I was so excited to read Amy Wade’s "Genuine Apologies: Helping Students Get There" in the latest issue of the Responsive Classroom newsletter! Amy’s article explores why apologizing is so complex, and she offers some strategies and ideas teachers can use to help their students learn how to offer and accept apologies. I wish I’d had some of those ideas when one of the second graders I taught wrote this note to his assistant teacher:
Dear Ms. Koenig,
I am sorry for yelling at you yesterday, but I wouldn’t have done that if you had been nicer to me. I was mad, and I didn’t want you to try to talk to me. But you did, so I yelled. Please don’t do that again.
This letter, written at my insistence, epitomizes much of what is difficult about apologies, especially in school settings. It shows how empty an insincere and involuntary apology can be. In this case, apologizing did little to help the student reflect on why yelling was problematic, or on other ways he might have let Ms. Koenig know what he needed.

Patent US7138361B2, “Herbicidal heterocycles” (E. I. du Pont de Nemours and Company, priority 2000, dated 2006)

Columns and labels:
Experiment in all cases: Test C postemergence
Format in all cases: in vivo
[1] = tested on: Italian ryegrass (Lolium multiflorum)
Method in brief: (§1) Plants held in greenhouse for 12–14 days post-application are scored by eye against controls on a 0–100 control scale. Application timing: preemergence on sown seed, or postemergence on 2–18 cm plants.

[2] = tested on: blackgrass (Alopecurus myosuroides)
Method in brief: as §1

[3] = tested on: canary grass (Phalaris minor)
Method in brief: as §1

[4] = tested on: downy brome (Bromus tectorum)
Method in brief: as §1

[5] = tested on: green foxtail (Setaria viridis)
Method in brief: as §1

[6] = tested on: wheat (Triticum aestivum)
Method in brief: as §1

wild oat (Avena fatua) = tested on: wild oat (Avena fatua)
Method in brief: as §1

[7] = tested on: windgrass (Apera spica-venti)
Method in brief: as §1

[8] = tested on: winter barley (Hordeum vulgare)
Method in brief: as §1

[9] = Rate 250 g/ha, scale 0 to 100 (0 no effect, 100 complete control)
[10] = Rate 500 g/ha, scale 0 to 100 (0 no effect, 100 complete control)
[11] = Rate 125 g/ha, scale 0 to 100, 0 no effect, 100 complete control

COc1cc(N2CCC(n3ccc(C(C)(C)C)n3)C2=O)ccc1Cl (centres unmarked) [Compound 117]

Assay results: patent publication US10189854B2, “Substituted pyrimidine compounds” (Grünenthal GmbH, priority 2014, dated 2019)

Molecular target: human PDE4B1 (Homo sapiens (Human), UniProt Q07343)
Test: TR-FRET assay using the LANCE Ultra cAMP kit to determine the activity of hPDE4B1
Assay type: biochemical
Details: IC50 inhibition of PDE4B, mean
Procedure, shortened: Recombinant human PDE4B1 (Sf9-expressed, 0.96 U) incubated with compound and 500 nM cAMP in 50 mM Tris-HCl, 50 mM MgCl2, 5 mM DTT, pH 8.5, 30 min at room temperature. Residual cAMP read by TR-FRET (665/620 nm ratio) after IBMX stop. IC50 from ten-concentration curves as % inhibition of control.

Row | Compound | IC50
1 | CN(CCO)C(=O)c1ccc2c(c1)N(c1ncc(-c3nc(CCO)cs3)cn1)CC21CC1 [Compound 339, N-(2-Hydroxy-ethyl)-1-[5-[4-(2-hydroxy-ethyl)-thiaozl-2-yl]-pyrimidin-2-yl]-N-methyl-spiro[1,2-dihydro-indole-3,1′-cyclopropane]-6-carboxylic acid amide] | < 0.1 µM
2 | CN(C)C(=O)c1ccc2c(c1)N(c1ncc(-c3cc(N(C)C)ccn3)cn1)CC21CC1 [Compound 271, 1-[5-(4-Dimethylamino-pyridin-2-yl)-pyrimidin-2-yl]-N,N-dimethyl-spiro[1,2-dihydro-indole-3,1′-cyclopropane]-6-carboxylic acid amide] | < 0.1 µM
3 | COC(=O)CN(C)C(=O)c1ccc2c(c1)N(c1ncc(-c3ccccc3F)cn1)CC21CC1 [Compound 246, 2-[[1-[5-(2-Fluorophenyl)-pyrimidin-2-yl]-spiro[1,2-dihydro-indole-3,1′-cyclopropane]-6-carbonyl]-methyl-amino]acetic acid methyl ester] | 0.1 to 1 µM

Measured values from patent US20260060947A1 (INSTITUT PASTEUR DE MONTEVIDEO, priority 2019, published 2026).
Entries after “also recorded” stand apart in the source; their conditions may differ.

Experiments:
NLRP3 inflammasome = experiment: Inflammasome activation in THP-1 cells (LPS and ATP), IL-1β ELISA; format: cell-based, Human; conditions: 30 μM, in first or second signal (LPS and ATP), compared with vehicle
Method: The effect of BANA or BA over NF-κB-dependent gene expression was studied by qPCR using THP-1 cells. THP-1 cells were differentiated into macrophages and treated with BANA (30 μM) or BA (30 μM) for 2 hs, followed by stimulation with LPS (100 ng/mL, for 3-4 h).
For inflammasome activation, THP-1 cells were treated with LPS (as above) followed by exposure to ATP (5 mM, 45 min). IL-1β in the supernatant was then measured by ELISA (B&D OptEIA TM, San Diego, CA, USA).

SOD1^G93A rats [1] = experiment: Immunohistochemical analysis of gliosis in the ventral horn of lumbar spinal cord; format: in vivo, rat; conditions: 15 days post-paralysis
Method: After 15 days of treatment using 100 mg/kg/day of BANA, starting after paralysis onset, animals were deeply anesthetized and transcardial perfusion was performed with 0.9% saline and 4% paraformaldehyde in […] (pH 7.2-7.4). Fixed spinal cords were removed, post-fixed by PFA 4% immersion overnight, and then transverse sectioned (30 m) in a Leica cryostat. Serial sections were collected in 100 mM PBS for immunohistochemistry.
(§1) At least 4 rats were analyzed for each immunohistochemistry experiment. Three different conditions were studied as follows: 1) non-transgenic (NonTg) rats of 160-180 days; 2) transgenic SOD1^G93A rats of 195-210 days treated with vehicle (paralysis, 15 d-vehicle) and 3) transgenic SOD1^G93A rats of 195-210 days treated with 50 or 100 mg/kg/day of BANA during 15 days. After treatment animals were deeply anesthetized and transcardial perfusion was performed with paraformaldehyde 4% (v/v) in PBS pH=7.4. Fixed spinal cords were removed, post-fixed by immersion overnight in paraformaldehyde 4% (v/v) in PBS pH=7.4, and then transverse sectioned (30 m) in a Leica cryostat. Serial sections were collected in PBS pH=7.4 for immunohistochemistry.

This particular apology also did nothing to help restore the relationship between Ms. Koenig and this student. In fact, the non-apology apology has stuck with her after all these years. (Indeed, every time she hears a politician, entertainer, or friend make a similar, "I’m sorry, but . . ." apology, her mind goes back to that letter!)
Students need more help than just being told “Say you’re sorry!” to learn the skill of making a genuine apology. I hope you’ll find Amy’s article on this challenging topic to be as refreshing as I did.
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